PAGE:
Why Use Songs In ELT?
From experience you have probably seen that most students love teachers bringing pop songs into the classroom,
but are there any proven benefits of teaching through songs? So far there has been relatively little research
in the field, but here we present 20 reasons why you should consider using songs more often in your lessons:
- Most students are highly motivated by song-based activities, which they perceive to be fun.
- You can create lessons around songs that can be used to practise any of the main language skills.
- Grammar can be surreptitiously presented or practised through songs!
- Music can relax, disinhibit and simultaneously stimulate students. These affective responses to music are optimum for learning.(1)
- Playing a song immediately affects class atmosphere. You can use it to calm, energise...
- There is often a lot of repetition in songs, which can aid long-term memory. Just think about all those lyrics that get stuck in your head!
- The rhythmical aspect of music also aids rote memorisation.(2)
- Research shows that students may retain more vocabulary when presented through a song.(3)
- Pop music is a highly accessible source of authentic language. Music isn't scary; it's part of students' lives outside the classroom. Even your beginner level students probably listen to music with lyrics in English.
- Bringing pop music to class can help break down barriers, enabling students to better relate to their teacher and classmates.
- Students may feel more fluent singing along to song lyrics than they do speaking a foreign language, so this builds confidence.
- Music with lyrics engages both sides of the brain so becomes a powerful learning tool.(4)
- Using music to teach a second language is consistent with Gardner’s theory of multiple intelligences.(2)
- A range of colloquial language can easily be introduced through songs.
- Most lyrics need to be interpreted, and regular practise of this may improve prediction and comprehension skills.
- Pop songs cover a wide variety of general interest topics so are perfect for theme-based lessons.
- References in lyrics provide a means to integrate cultural dimensions in a lesson.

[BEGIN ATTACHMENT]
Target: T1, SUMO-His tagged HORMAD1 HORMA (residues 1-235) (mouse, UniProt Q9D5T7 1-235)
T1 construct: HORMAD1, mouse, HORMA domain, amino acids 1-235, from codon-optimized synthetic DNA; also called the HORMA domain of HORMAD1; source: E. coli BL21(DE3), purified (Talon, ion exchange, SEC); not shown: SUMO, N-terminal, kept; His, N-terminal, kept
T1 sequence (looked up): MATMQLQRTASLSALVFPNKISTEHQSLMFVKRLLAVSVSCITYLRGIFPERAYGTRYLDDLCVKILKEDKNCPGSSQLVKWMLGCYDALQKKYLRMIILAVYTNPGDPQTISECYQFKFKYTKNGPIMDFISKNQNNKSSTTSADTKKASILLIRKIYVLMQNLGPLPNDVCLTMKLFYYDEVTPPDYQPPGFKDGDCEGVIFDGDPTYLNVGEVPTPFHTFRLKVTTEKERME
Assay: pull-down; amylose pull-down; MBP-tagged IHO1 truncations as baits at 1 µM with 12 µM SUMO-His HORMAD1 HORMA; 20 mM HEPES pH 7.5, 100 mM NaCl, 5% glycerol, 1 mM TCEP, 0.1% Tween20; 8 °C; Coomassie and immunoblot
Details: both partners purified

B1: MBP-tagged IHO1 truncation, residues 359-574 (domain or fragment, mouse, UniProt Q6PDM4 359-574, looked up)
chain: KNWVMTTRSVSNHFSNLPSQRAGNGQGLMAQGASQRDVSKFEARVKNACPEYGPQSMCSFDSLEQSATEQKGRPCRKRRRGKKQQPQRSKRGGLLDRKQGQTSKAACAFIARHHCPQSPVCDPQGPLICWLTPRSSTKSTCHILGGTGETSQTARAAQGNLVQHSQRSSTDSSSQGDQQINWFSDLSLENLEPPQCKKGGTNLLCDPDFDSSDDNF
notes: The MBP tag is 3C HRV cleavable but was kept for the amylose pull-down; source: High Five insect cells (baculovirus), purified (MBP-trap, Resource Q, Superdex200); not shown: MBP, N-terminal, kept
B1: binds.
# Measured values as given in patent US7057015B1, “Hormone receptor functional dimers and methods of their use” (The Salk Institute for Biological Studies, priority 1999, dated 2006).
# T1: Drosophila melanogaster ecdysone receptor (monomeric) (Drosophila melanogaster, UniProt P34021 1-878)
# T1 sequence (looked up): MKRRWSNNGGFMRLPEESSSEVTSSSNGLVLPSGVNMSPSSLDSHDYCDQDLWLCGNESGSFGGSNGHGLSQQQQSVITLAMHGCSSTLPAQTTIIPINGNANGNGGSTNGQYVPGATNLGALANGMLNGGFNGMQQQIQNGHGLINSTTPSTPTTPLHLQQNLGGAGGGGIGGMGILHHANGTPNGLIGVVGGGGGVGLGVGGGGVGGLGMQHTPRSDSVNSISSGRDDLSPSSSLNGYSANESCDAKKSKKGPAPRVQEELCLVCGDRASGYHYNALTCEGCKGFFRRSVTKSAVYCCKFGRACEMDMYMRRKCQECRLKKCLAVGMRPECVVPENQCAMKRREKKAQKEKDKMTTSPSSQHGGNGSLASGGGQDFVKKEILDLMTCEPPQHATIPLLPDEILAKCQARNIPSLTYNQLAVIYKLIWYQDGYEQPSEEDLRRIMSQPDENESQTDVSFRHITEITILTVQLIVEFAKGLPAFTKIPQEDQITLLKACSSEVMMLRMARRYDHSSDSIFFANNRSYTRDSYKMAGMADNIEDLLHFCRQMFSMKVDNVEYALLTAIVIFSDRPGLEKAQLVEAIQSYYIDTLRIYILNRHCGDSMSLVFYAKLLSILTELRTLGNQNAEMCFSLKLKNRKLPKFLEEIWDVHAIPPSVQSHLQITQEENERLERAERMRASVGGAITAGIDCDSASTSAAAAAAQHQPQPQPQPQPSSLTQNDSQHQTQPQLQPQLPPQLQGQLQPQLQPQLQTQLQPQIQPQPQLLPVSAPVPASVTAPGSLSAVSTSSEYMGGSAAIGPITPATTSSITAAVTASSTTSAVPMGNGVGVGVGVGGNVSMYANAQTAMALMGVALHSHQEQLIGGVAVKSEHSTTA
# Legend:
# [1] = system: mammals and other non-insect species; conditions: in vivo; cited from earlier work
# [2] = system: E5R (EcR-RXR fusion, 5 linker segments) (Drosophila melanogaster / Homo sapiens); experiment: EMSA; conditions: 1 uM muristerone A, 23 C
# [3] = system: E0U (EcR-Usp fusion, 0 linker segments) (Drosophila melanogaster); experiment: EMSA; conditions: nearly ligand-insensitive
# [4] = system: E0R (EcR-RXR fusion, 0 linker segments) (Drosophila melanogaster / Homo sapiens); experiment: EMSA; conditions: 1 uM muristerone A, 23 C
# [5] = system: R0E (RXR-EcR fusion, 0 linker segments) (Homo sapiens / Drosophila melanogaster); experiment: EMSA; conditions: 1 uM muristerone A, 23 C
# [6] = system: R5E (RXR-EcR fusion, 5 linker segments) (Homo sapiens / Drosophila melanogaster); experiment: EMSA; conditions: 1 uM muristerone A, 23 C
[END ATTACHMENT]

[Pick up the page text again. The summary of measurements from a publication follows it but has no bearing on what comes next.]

- Music can help language learners to learn good pronunciation. Melodies and rhymes guide learners to speak in a native cadence.(5)
- Students may learn to segment new words more effectively when learning through song. This could be especially beneficial in the first phase of language learning.(6)
- Using songs in your lessons is a great way to encourage students to do so outside of class, providing essential extra-curricular listening practise.
So how exactly should you go about including songs in your lessons? Most importantly, remember that to maximise
the benefits you must keep standard language teaching methods in mind. Perhaps one of the most popular ways of
using songs in class are cloze ('listen and fill the gap') activities, but there is so much more you can do
with songs in the classroom... Why not browse our other articles for more tips and information:
Songs To Teach English Grammar
Songs To Teach ESL Topics
- Principles and Practice in Second Language Acquisition: Krashen, S.; 1982; Oxford: Pergamon Press.
- Language, Literacy, and Academic Development for English language Learners; Lalas, J, Lee, S.; 2002; Pearson Educational Publishing
- The effect of music on second language vocabulary acquisition: Medina, S.; 1993; FEES National Network for Early Language Learning, 6 (3), 1-8
- Enhancing Acquisition through Music: Lake, R; 2003; Journal of the Imagination for Language Learning (VII)
- How Music Helps Language Learning: Farrug, D.; 2008; Language Study Suite 101.com
- Songs as an aid for language acquisition: Schon et al; Cognition; Feb 2008; 106(2):975-83
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